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MailTribune.com
  • Pet's shots must be up to date for boarding

  • We recently thought about boarding our dog for a few days at a local veterinary clinic (Jackson Veterinary Clinic in Medford) while we went for a short trip to Portland. I was shocked when the vets office informed me that it is now state law that they cannot board any dog unless it has had an annual physical.
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  • We recently thought about boarding our dog for a few days at a local veterinary clinic (Jackson Veterinary Clinic in Medford) while we went for a short trip to Portland. I was shocked when the vets office informed me that it is now state law that they cannot board any dog unless it has had an annual physical.
    Is this really true? I don't need a physical to book a hotel room, so why does our pet need one? Which of our esteemed lawmakers is behind this new law?
    — Scott W., Medford
    Scott, we think there's been some confusion. Allow us to clarify.
    For starters, there is no state law that says a physical exam is required to board your pet. While some clinics may have this rule, the state does not regulate boarding facilities, said Lori Makinen, executive director of the Veterinary Medical Examining Board.
    An employee at the clinic in question also confirmed that they do not require pets to have a physical exam before boarding. However, Jackson Veterinary Clinic does ask that your pet be up-to-date with its vaccines — specifically ones for rabies, distemper/parvo and bordetella (kennel cough) for dogs; and rabies, feline leukemia and upper respiratory for cats.
    This is where the state comes in. According to Oregon's Veterinary Practice Standards, an animal must receive a physical exam before a vet can issue vaccinations or provide treatment.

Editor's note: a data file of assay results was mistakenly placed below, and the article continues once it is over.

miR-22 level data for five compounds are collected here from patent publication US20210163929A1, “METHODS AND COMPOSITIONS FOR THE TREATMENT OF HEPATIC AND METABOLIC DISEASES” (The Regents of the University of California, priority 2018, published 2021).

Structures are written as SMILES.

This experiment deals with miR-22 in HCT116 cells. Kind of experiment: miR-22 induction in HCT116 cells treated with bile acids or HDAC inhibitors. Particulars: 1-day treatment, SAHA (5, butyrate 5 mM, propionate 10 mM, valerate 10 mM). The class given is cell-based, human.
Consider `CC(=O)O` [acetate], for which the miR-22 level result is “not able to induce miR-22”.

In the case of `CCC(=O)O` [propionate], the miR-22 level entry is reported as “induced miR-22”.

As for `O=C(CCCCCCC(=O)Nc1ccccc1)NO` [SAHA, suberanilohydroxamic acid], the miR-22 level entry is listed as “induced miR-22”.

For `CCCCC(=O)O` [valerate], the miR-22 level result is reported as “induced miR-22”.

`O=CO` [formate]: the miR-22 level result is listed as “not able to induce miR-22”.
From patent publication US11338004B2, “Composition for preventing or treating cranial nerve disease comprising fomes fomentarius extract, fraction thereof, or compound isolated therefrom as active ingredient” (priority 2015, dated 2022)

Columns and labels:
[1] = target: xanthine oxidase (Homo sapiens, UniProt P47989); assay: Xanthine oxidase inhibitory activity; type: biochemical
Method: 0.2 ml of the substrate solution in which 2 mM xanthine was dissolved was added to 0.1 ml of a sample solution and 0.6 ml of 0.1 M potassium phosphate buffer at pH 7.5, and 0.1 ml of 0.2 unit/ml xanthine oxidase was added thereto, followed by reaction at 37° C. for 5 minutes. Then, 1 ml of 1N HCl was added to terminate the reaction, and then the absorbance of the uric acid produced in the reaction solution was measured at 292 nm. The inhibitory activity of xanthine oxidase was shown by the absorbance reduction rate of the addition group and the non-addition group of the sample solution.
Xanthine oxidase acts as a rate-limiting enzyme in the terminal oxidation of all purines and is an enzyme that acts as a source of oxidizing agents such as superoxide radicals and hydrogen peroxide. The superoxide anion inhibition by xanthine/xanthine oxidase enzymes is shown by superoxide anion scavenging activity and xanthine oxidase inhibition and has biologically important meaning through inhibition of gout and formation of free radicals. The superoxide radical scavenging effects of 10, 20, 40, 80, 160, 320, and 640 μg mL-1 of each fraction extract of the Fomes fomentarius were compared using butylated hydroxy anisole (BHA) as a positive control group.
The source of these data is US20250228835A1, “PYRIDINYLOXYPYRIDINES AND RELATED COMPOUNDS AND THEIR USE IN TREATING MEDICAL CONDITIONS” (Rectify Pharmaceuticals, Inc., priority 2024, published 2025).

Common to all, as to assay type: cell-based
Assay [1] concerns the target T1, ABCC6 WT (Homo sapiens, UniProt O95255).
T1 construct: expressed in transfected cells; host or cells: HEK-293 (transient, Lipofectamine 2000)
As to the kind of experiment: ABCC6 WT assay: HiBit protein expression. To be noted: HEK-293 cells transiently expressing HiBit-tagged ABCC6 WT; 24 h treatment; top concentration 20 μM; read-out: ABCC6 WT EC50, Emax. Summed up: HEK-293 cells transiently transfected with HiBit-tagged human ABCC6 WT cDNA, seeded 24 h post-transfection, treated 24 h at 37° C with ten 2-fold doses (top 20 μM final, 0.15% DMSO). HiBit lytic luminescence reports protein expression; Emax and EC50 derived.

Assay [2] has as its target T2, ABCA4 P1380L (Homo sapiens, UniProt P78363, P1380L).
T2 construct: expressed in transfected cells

This rule stemmed from an unfortunate case in which two German shepherds were taken to an Oregon veterinarian, one for vaccines and the other for euthanasia. Somehow, the "treatments" were switched.
    Therefore, the law was established in order to (1) ensure the pet's immune system is healthy and able to respond to the vaccine and (2) to encourage communication between the vet and client in order to prevent mishaps.
    As a side note, it is up to the vet to decide whether or not to charge for this exam, Makinen said.
    Scott, your dog must receive vaccines to stay in the clinic's kennel and to receive vaccines your dog must get a physical exam so, in a roundabout way, your dog must get a physical before it can board. The good news is boosters for rabies and distemper/parvo only need to be administered every three years and bordetella, every year.
    Next time, show up with proof of vaccines, and your dog will be all set.
    Send questions to "Since You Asked," Mail Tribune Newsroom, P.O. Send questions to "Since You Asked," Mail Tribune Newsroom, P.O. Box 1108, Medford, OR 97501; by fax to 541-776-4376; or by email to youasked@mailtribune.com. We're sorry, but the volume of questions received prevents us from answering all of them.
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